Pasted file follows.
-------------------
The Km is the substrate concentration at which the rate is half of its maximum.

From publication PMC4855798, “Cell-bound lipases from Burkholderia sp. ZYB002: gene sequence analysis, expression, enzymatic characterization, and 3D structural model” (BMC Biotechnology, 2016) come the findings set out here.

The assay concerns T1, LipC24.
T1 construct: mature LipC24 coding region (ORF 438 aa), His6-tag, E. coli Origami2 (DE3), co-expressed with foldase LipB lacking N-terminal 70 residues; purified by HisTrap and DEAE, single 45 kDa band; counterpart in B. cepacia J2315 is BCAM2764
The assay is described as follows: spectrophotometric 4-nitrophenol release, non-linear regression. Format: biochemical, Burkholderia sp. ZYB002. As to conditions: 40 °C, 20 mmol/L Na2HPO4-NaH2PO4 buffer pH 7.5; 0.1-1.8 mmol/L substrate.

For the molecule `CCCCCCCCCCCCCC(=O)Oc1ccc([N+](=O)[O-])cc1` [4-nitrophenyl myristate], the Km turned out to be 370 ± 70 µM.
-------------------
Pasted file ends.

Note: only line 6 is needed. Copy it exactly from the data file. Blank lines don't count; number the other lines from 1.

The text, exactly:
For the molecule `CCCCCCCCCCCCCC(=O)Oc1ccc([N+](=O)[O-])cc1` [4-nitrophenyl myristate], the Km turned out to be 370 ± 70 µM.